Chatting with Vivian Chou
Vivian shares her ideal napping environment, slipstream as an under-recognized subgenre, writing outside comfort zones, managing emotions when writing impactful topics, and medical journals for inspiration.
Vivian Chou has published work in riddlebird, Fusion Fragment, and The Bookends Review. She is a second-generation Chinese-American and lives with her family and a genetically engineered GloFish.
Vivian is the author of the story “FAQ List for Planetary Purification” from Radon Issue 6.
Q: “FAQ List for Planetary Purification” is short yet full of details about the world’s post-extinction event. How much time do you put into worldbuilding before writing a new story?
I wish I were self-aware enough of what is in my brain to plot my stories and methodically world-build, instead of pantsing them. Generally, I start with vibes and go from there to uncover my subconscious story ideas. For “FAQ List,” I had an idea of cleaning up planet Earth, and my mind immediately went to a post-apocalyptic scenario. I wanted to write a flash piece, so the FAQ format lent itself to the AI realty company presenting a list of recommendations.
Q: Does your passion & education in music affect the way you approach writing science fiction?
That’s a great question. I often think of writing like practicing piano. Learning a new piece or writing a story from scratch is daunting, but chipping away at it every day, an hour or two at a time, will result in progress, however small. Music taught me discipline, which I was able to apply to many things: medical school, exercise, and writing. Last year, I followed Ray Bradbury’s advice and wrote a story (roughly) every week for about six months before I burnt out and felt the pull of long form. There are several stories that haven’t made it off of my hard drive, but he was right: it is impossible to write fifty-two (or twenty-six) bad stories.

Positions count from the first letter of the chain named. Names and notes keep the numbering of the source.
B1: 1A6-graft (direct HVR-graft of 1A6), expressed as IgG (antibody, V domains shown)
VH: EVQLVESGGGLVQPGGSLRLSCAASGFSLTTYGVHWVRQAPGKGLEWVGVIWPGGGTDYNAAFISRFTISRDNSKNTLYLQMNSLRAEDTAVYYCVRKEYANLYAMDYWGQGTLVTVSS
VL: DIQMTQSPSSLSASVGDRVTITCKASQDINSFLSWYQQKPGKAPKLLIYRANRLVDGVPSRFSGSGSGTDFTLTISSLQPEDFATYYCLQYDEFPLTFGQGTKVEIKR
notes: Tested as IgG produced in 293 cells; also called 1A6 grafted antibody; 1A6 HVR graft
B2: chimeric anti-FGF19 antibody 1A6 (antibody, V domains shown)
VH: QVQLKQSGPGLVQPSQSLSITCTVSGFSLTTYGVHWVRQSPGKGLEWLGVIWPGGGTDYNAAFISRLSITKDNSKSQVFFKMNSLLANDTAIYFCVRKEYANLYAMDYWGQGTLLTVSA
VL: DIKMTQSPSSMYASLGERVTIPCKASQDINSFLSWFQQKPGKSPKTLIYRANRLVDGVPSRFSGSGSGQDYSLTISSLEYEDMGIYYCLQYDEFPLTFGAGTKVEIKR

Q: What aspect of literary experimentation do you enjoy the most?
I love going outside of my comfort zone, exploring sci-fi and fantasy, starting with a vibe and putting it into a crazy story. It’s fun to experiment with genres I have no real business writing about—for example, I’m no expert on high fantasy or hard sci-fi but I enjoy putting robots and talking creatures in modern settings. As a pantser, it’s jarring what weird things fall out of my brain, and I try to inject humor into it too.
Q: Do you feel that slipstream is an under-recognized subgenre of speculative fiction?
Yes! For me, it is the most accessible. I have a hard time with both hard sci-fi and sword and sorcery fantasy. I enjoy stories in the regular world where something is a bit “off.” I love portals and magical animals, or robots and any sort of speculative creature. I’ve had a difficult time placing some of my work because it’s not hard sci-fi or traditional fantasy, and it often contains dark humor and/or satire. Several of my stories have found homes in literary magazines, which has been surprising to me. I thought my stories would be too weird for general consumption. But maybe the editors or general public recognize real life is weirder than fiction.